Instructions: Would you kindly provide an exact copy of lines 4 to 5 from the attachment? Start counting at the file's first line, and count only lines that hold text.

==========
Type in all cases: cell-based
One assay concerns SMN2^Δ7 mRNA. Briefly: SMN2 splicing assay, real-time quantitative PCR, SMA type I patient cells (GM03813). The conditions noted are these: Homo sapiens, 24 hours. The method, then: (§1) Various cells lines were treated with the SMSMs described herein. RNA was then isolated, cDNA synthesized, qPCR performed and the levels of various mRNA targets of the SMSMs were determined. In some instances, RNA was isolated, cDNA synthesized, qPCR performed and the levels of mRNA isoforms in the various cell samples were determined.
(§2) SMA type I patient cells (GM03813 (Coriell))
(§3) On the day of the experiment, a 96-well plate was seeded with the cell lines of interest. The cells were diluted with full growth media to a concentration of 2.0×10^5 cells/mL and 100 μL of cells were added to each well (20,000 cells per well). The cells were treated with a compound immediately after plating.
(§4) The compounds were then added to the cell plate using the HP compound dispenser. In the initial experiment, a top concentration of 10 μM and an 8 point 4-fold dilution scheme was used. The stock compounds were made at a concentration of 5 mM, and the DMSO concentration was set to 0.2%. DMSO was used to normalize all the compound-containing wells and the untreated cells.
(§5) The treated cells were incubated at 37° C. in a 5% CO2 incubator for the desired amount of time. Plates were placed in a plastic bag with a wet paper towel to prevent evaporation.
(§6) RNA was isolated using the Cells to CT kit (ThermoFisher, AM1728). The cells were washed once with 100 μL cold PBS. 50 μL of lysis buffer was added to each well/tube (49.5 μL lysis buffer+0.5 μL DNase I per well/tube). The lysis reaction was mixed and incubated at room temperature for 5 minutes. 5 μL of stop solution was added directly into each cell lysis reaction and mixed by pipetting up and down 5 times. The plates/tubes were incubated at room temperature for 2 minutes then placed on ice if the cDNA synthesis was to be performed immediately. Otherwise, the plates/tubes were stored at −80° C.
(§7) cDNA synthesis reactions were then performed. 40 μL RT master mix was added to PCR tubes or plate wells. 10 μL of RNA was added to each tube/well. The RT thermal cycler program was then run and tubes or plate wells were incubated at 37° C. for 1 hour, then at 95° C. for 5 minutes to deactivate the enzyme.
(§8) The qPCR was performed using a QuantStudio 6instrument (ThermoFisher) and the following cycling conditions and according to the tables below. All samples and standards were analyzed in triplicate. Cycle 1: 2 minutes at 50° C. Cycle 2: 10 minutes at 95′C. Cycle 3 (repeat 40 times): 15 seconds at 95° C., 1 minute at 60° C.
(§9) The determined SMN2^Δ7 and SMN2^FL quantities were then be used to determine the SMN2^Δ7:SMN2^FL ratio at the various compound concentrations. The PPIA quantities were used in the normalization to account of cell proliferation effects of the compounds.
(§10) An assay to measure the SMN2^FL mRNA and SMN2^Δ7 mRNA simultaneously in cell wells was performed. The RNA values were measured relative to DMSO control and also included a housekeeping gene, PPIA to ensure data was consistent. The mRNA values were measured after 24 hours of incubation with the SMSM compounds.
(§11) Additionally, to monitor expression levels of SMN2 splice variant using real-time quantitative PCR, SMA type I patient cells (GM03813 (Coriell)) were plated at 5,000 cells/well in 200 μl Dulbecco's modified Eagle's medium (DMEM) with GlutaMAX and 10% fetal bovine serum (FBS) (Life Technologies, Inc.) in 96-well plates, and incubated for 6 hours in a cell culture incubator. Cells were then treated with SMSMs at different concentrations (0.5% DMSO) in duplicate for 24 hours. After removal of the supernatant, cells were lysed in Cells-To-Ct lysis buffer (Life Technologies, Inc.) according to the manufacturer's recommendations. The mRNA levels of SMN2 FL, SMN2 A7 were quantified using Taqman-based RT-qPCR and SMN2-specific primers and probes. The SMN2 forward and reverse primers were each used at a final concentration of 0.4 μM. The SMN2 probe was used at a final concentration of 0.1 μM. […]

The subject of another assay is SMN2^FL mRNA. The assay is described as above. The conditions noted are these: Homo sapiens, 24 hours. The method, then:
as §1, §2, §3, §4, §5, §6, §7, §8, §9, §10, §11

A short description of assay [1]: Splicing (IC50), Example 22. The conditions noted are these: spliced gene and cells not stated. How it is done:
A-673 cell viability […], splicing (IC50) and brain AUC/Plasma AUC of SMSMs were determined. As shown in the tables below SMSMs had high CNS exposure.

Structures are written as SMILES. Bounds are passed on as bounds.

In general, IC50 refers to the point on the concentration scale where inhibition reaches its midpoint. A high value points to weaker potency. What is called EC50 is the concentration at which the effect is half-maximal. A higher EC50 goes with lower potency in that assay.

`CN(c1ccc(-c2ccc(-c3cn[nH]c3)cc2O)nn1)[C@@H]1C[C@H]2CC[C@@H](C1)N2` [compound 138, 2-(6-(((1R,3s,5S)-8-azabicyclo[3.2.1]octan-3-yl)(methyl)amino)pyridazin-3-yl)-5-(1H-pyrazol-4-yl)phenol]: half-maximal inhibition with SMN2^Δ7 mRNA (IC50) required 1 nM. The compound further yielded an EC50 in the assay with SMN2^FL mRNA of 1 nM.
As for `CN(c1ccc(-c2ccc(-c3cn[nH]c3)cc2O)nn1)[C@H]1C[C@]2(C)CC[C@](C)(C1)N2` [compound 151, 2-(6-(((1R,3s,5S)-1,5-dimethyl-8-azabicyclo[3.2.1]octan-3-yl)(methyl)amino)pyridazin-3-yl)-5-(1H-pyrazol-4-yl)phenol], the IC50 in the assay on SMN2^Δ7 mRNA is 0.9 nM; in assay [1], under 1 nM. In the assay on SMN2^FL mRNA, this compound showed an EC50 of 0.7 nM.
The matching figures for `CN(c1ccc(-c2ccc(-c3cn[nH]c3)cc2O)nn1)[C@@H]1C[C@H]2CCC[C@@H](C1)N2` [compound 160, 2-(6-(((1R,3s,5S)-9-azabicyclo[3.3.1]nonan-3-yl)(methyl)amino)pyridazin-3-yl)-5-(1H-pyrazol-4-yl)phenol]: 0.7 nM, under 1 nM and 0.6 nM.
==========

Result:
(§3) On the day of the experiment, a 96-well plate was seeded with the cell lines of interest. The cells were diluted with full growth media to a concentration of 2.0×10^5 cells/mL and 100 μL of cells were added to each well (20,000 cells per well). The cells were treated with a compound immediately after plating.
(§4) The compounds were then added to the cell plate using the HP compound dispenser. In the initial experiment, a top concentration of 10 μM and an 8 point 4-fold dilution scheme was used. The stock compounds were made at a concentration of 5 mM, and the DMSO concentration was set to 0.2%. DMSO was used to normalize all the compound-containing wells and the untreated cells.